If you truly care about the people you serve, you should be prepared to go the extra mile for them.
Because you care about them.
Because you truly want to help them.
Because you really think you have something to share that the world needs.
This is going to be a slightly personal post, but I hope it helps to explain the lesson I want to share.
One of my greatest passions in life has been wine.
If I had 100 lives, in one or more of them I would be a wine producer (or maybe a taster!).
The first time I really drank wine was when I joined the Cambridge University Wine Society. All of a sudden I had a whole new aspect of the world to explore. Not just the wine itself but the culture, history and stories behind the wine.
One day I went to a dessert wine tasting. It was the first time I had really tried dessert wine.
We were sitting in a beautiful hall in a Cambridge college, trying different wines paired with small samples of different desserts. I particularly remember some cantuccini, presumably served with vin santo. I thought the dessert wines were sensational- I had found my favourite wine style.
One of the wines was a Hungarian wine called Tokaji. I don’t think I had ever heard of it.
It is known as ‘Vinum Regum, Rex Vinorum’ – the wine of kings, the king of wines. It has an amazing history and the way it is produced is amazing.
When I tried this wine it was like a whole new category of experience had opened to me. All the other dessert wines, in fact everything else I had ever eaten or drunk in my life up to that point were forgotten in that brief moment.
I can’t describe the taste very precisely. Somehow it was sweet and yet savoury at once. It was powerful and yet light as air. It spoke to my very soul as if I had encountered it before- and yet it was thrillingly new.
Anyway, the point of this post is not to convince you to try Tokaji (though you probably should) or even to convince you to like wine.
It is simply leading up to my example….
In the years since that tasting, I haven’t had lots of Tokaji because it is pretty expensive, but I have had it now and again on special occasions. There is one type of Tokaji that I particularly wanted to try- the rarest and most special type. It is very very expensive and not that easy to get (I have only seen it for sale in the UK once or twice, for example).
It is called Essencia.
It was the greatest food or drink wish of my life that I try it once.
As I am currently living in Hungary I thought it might be possible but that it would probably be phenomenally expensive to buy a bottle. To my great excitement I found a wine shop around fifteen minutes walk away that offered it in small tasting measures.
How small? Well, below is the special tasting spoon designed by the wine producer. Essencia actually used to be sold in pharmacies because it is supposed to have rather magical qualities, so a spoon seems appropriate. I tried an amount of Essencia that didn’t even quite fill this spoon- and I shared it with my wife!
Trying Essencia was absolutely amazing, it was so intense that even this small serving was more than enough. The wine itself was a real experience, but it was the attitude of the staff that went the extra mile. There are three key things that they did:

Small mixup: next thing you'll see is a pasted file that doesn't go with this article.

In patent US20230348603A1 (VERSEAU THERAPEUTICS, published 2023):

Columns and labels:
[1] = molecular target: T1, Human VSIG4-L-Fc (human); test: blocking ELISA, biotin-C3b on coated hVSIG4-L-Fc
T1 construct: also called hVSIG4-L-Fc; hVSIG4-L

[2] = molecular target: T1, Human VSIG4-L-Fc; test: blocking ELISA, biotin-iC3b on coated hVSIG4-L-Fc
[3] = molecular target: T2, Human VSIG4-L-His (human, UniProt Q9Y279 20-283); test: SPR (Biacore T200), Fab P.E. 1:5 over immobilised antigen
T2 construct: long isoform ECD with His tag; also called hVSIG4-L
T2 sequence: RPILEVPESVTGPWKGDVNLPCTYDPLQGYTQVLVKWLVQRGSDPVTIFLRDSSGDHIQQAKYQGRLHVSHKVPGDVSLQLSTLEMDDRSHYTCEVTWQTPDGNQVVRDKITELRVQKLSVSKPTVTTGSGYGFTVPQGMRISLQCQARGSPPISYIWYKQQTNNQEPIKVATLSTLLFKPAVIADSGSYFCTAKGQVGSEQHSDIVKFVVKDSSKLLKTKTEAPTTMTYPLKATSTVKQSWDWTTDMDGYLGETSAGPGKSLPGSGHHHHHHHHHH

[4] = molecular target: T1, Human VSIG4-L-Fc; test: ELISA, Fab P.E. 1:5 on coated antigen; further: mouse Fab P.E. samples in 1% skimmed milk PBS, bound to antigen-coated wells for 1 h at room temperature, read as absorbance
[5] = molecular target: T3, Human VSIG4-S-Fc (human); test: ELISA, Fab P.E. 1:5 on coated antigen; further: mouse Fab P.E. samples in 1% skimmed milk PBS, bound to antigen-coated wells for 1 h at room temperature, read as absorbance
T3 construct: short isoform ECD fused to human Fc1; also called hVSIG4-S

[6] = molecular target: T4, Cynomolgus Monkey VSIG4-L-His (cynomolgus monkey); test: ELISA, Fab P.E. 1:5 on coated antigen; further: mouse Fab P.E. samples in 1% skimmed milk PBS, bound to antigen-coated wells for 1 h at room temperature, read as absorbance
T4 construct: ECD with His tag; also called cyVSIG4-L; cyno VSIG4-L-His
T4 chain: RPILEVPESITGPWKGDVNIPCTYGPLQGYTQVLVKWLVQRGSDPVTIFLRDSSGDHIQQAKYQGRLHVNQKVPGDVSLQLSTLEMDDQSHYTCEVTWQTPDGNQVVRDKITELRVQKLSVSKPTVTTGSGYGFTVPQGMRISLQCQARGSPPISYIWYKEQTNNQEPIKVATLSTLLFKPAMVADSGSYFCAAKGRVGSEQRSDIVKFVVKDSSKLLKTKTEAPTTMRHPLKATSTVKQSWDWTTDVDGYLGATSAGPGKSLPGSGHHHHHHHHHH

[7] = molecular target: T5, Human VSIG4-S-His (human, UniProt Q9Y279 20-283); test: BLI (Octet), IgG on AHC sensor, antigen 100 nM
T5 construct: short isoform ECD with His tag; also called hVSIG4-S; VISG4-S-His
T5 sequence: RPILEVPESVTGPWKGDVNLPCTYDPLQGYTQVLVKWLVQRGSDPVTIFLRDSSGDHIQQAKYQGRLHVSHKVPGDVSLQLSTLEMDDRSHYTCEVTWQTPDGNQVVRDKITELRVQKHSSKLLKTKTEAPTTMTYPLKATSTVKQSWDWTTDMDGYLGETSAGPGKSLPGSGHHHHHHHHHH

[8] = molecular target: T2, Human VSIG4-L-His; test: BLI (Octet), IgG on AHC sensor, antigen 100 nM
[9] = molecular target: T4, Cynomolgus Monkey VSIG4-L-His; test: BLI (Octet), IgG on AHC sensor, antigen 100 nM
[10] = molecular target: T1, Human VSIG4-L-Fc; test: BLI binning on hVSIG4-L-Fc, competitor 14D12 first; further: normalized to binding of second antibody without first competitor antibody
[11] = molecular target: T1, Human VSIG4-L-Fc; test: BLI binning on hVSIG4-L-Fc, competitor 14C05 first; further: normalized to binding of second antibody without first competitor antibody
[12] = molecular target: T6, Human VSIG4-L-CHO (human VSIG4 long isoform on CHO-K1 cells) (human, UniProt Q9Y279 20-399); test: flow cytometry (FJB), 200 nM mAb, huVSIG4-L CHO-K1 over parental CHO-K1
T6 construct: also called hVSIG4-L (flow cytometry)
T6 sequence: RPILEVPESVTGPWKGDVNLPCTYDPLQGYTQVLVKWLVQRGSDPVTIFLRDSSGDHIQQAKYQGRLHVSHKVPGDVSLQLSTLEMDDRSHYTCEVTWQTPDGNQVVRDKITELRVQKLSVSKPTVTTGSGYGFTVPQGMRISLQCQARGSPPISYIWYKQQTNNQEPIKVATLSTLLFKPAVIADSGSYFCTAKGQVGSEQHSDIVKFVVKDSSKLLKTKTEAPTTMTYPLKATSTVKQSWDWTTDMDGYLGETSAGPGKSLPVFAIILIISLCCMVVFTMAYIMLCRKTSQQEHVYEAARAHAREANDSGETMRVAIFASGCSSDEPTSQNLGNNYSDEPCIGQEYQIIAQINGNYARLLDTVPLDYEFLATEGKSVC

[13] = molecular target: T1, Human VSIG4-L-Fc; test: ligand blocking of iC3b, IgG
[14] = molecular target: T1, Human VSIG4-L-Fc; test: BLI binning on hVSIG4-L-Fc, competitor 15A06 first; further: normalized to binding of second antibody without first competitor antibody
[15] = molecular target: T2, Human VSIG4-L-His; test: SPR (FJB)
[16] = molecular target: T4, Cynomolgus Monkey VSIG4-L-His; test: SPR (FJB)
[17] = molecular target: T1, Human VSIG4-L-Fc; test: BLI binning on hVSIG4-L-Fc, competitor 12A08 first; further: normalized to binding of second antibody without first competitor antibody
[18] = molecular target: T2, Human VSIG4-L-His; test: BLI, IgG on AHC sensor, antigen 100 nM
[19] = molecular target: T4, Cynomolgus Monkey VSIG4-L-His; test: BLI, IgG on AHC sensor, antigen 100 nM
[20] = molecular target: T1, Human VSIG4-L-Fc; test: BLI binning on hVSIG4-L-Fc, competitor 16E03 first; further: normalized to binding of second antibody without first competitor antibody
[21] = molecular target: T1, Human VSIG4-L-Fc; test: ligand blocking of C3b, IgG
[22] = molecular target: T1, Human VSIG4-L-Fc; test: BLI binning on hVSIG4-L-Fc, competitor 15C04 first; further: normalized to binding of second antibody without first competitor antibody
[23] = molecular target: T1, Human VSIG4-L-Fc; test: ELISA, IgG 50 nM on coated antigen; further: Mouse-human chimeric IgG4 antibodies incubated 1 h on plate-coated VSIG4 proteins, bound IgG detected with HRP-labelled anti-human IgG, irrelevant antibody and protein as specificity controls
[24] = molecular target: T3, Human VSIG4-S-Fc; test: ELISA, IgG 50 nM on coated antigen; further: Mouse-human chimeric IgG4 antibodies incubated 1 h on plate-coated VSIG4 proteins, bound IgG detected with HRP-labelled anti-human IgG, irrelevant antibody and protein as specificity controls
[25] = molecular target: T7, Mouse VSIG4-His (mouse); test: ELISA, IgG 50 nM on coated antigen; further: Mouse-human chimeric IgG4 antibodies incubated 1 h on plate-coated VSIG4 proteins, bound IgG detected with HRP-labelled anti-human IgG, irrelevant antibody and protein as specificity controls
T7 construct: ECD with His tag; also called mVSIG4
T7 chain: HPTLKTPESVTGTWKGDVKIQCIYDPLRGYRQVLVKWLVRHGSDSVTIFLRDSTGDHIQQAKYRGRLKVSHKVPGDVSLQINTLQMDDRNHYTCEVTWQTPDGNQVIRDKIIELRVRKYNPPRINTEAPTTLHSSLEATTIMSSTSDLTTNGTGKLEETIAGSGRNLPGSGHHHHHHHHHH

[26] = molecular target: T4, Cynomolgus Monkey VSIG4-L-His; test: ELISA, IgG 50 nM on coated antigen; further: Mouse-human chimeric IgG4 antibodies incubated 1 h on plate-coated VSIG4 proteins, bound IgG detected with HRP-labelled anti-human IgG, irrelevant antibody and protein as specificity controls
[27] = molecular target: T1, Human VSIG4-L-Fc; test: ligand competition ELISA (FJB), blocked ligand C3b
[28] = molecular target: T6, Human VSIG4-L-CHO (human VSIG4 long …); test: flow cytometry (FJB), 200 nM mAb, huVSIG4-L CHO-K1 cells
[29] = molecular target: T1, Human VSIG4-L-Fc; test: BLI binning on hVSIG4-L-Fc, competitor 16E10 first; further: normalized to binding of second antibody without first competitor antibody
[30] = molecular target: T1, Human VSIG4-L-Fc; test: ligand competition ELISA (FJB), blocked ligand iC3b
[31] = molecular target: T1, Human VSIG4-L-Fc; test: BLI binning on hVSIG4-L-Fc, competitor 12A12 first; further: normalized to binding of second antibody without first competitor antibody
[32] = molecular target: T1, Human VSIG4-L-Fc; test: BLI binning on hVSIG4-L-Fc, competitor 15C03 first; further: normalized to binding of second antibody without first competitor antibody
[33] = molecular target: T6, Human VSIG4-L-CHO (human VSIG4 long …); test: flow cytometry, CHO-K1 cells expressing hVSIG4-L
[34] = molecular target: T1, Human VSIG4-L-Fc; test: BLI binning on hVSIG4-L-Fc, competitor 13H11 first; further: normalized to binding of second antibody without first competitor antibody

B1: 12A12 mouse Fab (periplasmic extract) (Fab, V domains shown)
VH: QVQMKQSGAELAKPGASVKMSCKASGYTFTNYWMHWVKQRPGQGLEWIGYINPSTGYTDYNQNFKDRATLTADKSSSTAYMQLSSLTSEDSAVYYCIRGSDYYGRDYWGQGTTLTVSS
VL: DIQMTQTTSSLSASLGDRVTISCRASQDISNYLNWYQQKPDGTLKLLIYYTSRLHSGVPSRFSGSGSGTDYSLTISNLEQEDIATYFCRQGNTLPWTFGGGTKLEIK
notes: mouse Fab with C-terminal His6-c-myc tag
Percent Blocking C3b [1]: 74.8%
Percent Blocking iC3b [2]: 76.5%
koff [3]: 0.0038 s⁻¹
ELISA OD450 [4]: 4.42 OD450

1- They were consistent and authentic in their behaviour
From the manager replying to my emails to answer my many questions and arrange my visit to the staff at the shop on the day, everyone was friendly and keen to share their passion for the product. They made me feel that my own excitement was legitimate and not silly so I enjoyed the experience more.
How can you be consistent and authentic for the people you want to serve?
2- They made the experience special
In every way- the general design and cleanliness of the shop, the greeting I received, even the spoon- they managed to make things special for me. While it was the wine that was important to me, not these other things, they added to the experience.
How can you make things special for the people you want to serve?
3- They saw how excited I was- and did something extra
The most amazing thing was that they already had a customer who was just excited to be able to try Essencia- and was already happy to pay for the experience- and they found a way to make things even more special. The manager said they had arranged something extra for us and at the wine shop we found out that they were also letting us try two exceptionally special wines for free, just because they thought it would add to the experience of drinking the Essencia. Critically, they did this special thing without the expectation of anything in return. When I paid for the Essencia tasting I gave a small tip and they seemed so happy and grateful- they weren’t expecting it at all.
How can you go the extra mile for someone, even if they are already ‘sold’ on what you have to offer?
Remember, they had a customer who was already so happy to be visiting their store- but this meant that they had more to lose. If the experience had been bad for me, it would have been a major disappointment. As it is, I am praising them to everyone and wrote a glowing review on TripAdvisor.
I am prepared to go the extra mile to help The Influencer Tribe to have more influence so that they can have more of an impact on the world. I am always trying to find more ways to support, help and inspire them. I am not there yet- in fact I will never arrive at my destination. I am always going to try to keep learning and to offer more.
What are you prepared to do for the people that you want to serve?
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